This is extremely beneficial to local businesses, retail stores, travel & tourism, and many other industries. Say a potential customer is just passing by a mall. Even if they don’t intend to go in and check out each store to suss out all the available deals, the stores can still share their exciting promotions by targeting the bypassers’ phones.
The same concept applies if you’re renting out a flat on Airbnb. A traveler looking for a place to stay simply needs to enter the range of the beacon, and they’ll receive a notification on their phone with a gorgeous image of your place and all the necessary information.
Naturally, this doesn’t happen automatically. A few prerequisites have to be met before a business can start deploying a proximity marketing campaign.
A business must deploy a beacon which emits the signal in the selected range
The customer must be using a Bluetooth-enabled phone or other mobile devices at a location within range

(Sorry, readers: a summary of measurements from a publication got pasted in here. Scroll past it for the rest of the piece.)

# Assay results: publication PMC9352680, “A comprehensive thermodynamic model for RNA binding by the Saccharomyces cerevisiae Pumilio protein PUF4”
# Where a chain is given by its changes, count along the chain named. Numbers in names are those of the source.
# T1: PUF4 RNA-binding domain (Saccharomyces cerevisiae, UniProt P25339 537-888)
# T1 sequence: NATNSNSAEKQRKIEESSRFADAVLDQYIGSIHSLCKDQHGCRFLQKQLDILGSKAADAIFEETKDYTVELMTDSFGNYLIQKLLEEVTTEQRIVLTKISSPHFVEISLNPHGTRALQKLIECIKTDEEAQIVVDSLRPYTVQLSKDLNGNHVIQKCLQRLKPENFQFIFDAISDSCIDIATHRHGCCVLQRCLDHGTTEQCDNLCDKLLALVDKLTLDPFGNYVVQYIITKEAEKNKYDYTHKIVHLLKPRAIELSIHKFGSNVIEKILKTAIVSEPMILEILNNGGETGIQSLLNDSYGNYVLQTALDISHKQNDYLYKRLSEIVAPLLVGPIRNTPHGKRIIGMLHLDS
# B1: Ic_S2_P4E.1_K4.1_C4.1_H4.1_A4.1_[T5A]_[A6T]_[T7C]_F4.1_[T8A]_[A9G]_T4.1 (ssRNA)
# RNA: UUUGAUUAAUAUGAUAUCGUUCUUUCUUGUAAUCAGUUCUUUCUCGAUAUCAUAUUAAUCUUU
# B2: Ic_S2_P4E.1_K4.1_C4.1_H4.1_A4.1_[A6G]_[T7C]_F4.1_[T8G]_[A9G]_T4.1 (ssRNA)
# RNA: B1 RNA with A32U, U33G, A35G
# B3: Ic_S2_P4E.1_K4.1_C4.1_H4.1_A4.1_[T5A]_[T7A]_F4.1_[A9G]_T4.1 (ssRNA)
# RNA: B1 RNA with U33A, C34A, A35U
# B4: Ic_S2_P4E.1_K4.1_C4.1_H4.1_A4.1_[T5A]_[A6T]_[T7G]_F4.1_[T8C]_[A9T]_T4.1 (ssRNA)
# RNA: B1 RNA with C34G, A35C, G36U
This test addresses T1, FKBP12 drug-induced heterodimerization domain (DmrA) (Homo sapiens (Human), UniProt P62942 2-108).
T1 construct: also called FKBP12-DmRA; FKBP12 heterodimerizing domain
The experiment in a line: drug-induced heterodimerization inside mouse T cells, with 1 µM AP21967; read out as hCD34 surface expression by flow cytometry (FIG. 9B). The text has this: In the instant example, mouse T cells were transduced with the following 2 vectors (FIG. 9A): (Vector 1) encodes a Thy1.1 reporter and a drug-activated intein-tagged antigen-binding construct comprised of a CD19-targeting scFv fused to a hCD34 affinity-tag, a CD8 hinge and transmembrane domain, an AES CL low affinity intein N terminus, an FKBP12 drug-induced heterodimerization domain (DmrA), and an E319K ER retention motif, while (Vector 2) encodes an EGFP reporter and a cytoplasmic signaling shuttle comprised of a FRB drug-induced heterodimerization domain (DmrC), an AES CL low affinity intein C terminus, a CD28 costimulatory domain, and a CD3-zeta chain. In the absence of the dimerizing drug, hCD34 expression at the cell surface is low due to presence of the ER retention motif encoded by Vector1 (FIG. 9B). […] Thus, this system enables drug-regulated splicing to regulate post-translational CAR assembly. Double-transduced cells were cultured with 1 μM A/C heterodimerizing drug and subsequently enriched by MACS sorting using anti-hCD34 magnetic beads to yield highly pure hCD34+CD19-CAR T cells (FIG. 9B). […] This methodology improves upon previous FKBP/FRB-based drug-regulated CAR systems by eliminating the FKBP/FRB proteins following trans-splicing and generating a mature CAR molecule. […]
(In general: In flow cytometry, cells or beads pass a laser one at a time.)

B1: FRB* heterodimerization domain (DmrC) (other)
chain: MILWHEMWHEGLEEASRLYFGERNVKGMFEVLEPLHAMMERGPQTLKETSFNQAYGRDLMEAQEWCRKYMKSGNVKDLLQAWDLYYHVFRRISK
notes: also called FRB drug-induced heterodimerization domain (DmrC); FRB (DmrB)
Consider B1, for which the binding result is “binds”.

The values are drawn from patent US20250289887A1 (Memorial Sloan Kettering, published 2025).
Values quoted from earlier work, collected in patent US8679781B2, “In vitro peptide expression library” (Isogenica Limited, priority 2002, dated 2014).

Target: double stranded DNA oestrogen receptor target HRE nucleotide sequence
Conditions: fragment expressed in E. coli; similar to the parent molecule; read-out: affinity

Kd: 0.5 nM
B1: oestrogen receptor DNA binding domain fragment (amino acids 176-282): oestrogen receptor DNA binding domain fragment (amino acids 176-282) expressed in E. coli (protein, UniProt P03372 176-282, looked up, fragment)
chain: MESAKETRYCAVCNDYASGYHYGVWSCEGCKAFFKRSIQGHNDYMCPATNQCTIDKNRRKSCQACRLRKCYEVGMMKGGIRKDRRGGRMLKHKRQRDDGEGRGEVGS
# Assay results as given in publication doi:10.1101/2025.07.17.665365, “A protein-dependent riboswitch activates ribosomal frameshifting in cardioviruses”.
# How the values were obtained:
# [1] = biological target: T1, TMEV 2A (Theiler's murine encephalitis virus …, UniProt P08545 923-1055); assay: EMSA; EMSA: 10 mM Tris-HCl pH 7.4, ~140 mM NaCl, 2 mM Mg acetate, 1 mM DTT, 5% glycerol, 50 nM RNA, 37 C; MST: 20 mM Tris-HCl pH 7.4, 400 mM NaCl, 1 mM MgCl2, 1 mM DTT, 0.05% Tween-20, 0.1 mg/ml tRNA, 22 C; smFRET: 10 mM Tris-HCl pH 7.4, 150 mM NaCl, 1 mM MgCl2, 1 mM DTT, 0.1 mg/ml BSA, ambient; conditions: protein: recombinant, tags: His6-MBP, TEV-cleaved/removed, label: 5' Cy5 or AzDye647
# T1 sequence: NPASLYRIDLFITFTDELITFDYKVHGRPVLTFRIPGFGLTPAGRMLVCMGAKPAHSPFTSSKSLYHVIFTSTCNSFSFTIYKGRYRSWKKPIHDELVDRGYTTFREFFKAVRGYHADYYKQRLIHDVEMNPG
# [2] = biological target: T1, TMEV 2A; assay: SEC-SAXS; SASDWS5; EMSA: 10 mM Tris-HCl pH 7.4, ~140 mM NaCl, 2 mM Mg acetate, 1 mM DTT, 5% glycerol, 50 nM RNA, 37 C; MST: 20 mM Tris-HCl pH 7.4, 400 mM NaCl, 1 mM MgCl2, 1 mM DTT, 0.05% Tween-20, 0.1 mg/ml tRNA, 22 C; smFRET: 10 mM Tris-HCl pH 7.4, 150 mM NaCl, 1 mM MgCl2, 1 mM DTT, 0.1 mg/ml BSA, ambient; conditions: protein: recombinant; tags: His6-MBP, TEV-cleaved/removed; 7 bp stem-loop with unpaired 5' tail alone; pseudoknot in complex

They must also have a mobile app that enables push notifications. This can either be a brand app, or one of the free apps available on Google Play and App Store, such as NearBee
Before setting up a beacon, there are a number of factors a business must consider, such as:
The beacon’s transmission range
Its battery life (USB beacons are a great option since they don’t run out of power)
Whether the beacon should be placed indoors or outside
Which beacon platform to select to get the desired customization options
What protocols the beacon supports
The budget they have for proximity marketing
Whether the beacon is portable
As you can see, there is no one-size-fits-all beacon.